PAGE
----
Jim Dine The Woodcut Bathrobe 1975

  • Not on view

Often associated with the Pop art movement, Jim Dine features everyday objects and imagery in his paintings, drawings, and prints. However, unlike many Pop artists, he focuses on the autobiographical and emotive connotations of his motifs. In the late 1950s and early 1960s, he worked with Claes Oldenburg and Allan Kaprow to organize proto-performance art events known as Happenings. Soon after, drawing on childhood memories of his father's Cincinnati hardware store, Dine began making paintings incorporating real objects like hammers, C-clamps, and paintbrushes. For Dine, these objects functioned "as a vocabulary of feelings."

An accomplished printmaker, Dine has created almost nine hundred prints to date, many of which have appeared in some twenty illustrated books. Since completing his first prints in 1960 at Pratt Graphic Art Center, he has mastered a wide range of lithographic, intaglio, and woodcut techniques. Dine was among a group of artists whom Tatyana Grosman invited to her legendary printshop, Universal Limited Art Editions, in the early years. He went on to work with many other printers and publishers, including Petersburg Press, Aldo Crommelynck, and Pace Editions. During the 1970s, Dine turned to his wife for new sources of personal iconography. In Braid, with its network of finely etched lines, he transformed her disembodied braid to stand in as her symbolic representation.

An early experiment with woodcut technique, The Woodcut Bathrobe illustrates the enduring importance of the bathrobe motif in Dine's work. He first adopted this humble but self-assured motif in 1964 as a metaphor for his self-portrait, after coming across an image of a man's dressing gown in a newspaper advertisement. Dine has used the motif in over seventy printed works.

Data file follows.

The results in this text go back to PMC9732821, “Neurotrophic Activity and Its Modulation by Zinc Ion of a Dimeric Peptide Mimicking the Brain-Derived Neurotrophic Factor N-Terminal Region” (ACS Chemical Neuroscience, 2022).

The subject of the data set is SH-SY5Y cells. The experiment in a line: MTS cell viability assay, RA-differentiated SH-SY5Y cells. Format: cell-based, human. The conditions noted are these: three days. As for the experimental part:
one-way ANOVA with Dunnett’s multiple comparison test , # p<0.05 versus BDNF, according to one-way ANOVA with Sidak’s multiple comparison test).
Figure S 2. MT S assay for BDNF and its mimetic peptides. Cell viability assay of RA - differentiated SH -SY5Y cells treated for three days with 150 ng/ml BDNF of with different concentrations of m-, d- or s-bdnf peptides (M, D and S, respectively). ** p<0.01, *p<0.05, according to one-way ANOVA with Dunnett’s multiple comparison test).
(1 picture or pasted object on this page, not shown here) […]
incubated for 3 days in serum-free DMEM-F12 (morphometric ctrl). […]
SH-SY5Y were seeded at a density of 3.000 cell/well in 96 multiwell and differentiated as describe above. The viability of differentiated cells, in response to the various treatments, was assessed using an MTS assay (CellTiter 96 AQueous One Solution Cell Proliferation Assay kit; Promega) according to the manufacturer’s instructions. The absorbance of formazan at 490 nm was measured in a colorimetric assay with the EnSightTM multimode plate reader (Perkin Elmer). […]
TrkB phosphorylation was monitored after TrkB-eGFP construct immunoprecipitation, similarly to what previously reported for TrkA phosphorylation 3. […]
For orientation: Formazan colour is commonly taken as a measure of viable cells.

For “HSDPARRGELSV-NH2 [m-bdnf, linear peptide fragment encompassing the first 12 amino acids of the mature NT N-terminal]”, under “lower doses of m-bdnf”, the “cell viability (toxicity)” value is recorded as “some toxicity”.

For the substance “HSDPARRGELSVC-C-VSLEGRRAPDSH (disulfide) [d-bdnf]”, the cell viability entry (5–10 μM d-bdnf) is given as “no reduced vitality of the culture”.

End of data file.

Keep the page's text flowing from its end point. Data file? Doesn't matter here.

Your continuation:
Publication excerpt from an essay by Harper Montgomery, in Deborah Wye, Artists and Prints: Masterworks from The Museum of Modern Art, New York: The Museum of Modern Art, 2004, p. 160.
Woodcut and lithograph
composition: 33 11/16 x 24 5/8" (85.6 x 62.5 cm); sheet: 36 5/16 x 24 5/8" (92 x 62.5 cm)
Petersburg Press, London and New York
Graphicstudio, University of South Florida, Tampa
Gift of Gordon and Llura Gund
Object number
© 2023 Jim Dine / Artists Rights Society (ARS), New York
Drawings and Prints

Installation views

We have identified these works in the following photos from our exhibition history.

How we identified these works

In 2018–19, MoMA collaborated with Google Arts & Culture Lab on a project using machine learning to identify artworks in installation photos. That project has concluded, and works are now being identified by MoMA staff.

If you notice an error, please contact us at [email protected].


If you would like to reproduce an image of a work of art in MoMA’s collection, or an image of a MoMA publication or archival material (including installation views, checklists, and press releases), please contact Art Resource (publication in North America) or Scala Archives (publication in all other geographic locations).

MoMA licenses archival audio and select out of copyright film clips from our film collection. At this time, MoMA produced video cannot be licensed by MoMA/Scala. All requests to license archival audio or out of copyright film clips should be addressed to Scala Archives at [email protected]. Motion picture film stills cannot be licensed by MoMA/Scala. For access to motion picture film stills for research purposes, please contact the Film Study Center at [email protected]. For more information about film loans and our Circulating Film and Video Library, please visit https://www.moma.org/research/circulating-film.

If you would like to reproduce text from a MoMA publication, please email [email protected]. If you would like to publish text from MoMA’s archival materials, please fill out this permission form and send to [email protected].


This record is a work in progress. If you have additional information or spotted an error, please send feedback to [email protected].